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Jul, 2014

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  1. #11
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    Good question W! Maybe in that case 'likely' should be replaced with 'may'. What's your opinion?

  2. #12

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    Quote Originally Posted by Snorkerz View Post
    Totally correct, but a tenant staying in place beyond the expiry of a valid section 21 notice should be aware that if the landlord commences court actions, the tenant is likely to be ordered to repay those costs to the landlord.
    This is my concern. I have no intention of staying beyond the expiry date of a valid Section 21 notice as this could lead to the sale falling through and a claim for losses, should the landlord be able to satisfactorily substantiate them.

  3. #13
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    I doubt LL would win costs due to sale falling through due to his be so stupid as to rely on a tenant leaving on S21 expiry.

    An S21 notice does not end a tenancy: It does not oblige a tenant to leave: It simple permits, on expiry, the landlord to commence possession proceedings...


    However you might consider something similar to what my son & his 2 house-mates did: S21 as issued (as it happened invalid..) . They offered to leave when LL wanted them to in return for written good references & a significant sum. They got both.

    Cheers!
    I am legally unqualified: If you need to rely on advice check it with a suitable authority - eg a solicitor specialising in landlord/tenant law...

  4. #14
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    Quote Originally Posted by Victoroius View Post
    This is my concern. I have no intention of staying beyond the expiry date of a valid Section 21 notice as this could lead to the sale falling through and a claim for losses, should the landlord be able to satisfactorily substantiate them.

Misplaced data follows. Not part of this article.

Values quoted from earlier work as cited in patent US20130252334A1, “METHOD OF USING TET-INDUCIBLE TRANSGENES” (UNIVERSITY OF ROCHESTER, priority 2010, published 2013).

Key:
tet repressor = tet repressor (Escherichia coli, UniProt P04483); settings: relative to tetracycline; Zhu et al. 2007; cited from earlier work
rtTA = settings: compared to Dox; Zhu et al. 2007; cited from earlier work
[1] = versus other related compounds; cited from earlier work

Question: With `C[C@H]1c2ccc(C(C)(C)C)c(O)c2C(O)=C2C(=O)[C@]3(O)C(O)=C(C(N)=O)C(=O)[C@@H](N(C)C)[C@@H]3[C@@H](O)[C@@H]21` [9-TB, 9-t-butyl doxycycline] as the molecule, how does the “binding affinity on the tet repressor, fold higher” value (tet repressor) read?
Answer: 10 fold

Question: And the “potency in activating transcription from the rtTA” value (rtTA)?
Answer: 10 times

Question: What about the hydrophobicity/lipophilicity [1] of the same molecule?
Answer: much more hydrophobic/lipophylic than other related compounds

Snorkerz meant costs as in a couple of hundred or so in court fees.

    You are not liable if the sale of the property falls through. You are worrying needlessly.

  5. #15
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    Quote Originally Posted by Snorkerz View Post
    Good question W! Maybe in that case 'likely' should be replaced with 'may'. What's your opinion?
    As I have no direct experience of possession claims, I can only guess that it would seem likely to reduce the chance of the T being ordered to pay the LL's costs.

    The fact remains that a s.21 notice does not remove the T's obligation to serve NTQ if he wishes to end a periodic tenancy. If he leaves at s.21 notice expiry without giving NTQ then he is exposed to a claim for rent in lieu of notice, as well as the LL's possession costs since the LL may still have to proceed with a possession claim, given that neither the s.21 notice (valid or invalid) nor the T vacating effect a legal end to the tenancy.

    Of course, there may be a surrender by operation of law if other, additional actions by T and LL add up to it; but as we know, in the event of dispute this is something which could only be firmly established by a court.

  6. #16
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    Quote Originally Posted by westminster View Post
    Snorkerz meant costs as in a couple of hundred or so in court fees.
    Agreed - £175 court fees almost certainly, I am led to believe that solicitors costs are capped at £250 but as our fees aren't recoverable, it's not something I've investigated. I also believe that 'costs' as opposed to 'fees' are much more arguable - if I were a tenant being faced with £250 worth of solicitors costs, I believe I could put a good argument forwad as to why I shouldn't have to pay them.

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